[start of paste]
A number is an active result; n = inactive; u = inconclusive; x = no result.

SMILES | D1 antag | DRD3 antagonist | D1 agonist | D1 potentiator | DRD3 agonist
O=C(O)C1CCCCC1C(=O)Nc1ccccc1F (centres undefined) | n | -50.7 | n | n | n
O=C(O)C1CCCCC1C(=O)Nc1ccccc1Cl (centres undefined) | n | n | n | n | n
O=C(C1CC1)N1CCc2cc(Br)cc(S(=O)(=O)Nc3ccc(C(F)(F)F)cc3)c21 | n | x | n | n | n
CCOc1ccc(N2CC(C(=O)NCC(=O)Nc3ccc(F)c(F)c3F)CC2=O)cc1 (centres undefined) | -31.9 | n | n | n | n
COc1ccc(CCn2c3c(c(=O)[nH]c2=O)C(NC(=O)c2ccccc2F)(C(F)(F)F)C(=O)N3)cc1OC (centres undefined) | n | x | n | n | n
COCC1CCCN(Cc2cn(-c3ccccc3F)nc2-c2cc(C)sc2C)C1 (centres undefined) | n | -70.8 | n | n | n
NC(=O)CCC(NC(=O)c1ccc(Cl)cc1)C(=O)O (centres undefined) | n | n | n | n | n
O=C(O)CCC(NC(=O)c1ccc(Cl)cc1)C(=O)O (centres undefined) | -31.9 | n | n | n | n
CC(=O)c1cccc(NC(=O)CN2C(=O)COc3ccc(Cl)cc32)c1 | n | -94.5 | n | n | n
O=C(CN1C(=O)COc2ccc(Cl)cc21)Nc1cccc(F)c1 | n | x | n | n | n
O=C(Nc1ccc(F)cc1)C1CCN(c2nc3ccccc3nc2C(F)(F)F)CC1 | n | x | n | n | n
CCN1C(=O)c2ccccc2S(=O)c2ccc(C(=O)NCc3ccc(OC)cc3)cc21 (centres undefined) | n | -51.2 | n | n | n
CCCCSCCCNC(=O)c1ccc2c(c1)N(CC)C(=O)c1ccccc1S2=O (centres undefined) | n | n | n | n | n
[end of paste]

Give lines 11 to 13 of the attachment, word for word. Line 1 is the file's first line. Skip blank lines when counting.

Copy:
CC(=O)c1cccc(NC(=O)CN2C(=O)COc3ccc(Cl)cc32)c1 | n | -94.5 | n | n | n
O=C(CN1C(=O)COc2ccc(Cl)cc21)Nc1cccc(F)c1 | n | x | n | n | n
O=C(Nc1ccc(F)cc1)C1CCN(c2nc3ccccc3nc2C(F)(F)F)CC1 | n | x | n | n | n